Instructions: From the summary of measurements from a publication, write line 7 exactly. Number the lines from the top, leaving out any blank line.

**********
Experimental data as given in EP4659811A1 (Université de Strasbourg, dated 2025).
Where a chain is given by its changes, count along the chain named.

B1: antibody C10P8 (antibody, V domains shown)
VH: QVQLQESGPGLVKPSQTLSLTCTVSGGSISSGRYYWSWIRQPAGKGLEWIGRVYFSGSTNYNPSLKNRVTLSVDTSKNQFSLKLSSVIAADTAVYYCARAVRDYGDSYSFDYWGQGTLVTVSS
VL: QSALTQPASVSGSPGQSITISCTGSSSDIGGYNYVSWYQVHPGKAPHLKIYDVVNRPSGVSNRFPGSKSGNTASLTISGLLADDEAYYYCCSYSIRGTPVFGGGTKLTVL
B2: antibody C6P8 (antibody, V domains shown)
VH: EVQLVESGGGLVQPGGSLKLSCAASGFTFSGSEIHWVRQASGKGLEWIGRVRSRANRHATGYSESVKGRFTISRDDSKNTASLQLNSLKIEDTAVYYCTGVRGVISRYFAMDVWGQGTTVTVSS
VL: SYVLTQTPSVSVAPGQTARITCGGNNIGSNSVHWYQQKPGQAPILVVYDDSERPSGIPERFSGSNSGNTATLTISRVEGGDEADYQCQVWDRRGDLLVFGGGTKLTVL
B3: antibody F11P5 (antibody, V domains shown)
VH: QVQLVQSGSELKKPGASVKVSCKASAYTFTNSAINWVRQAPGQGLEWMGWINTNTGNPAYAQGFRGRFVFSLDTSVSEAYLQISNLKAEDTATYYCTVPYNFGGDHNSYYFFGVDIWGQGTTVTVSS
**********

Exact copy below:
VH: EVQLVESGGGLVQPGGSLKLSCAASGFTFSGSEIHWVRQASGKGLEWIGRVRSRANRHATGYSESVKGRFTISRDDSKNTASLQLNSLKIEDTAVYYCTGVRGVISRYFAMDVWGQGTTVTVSS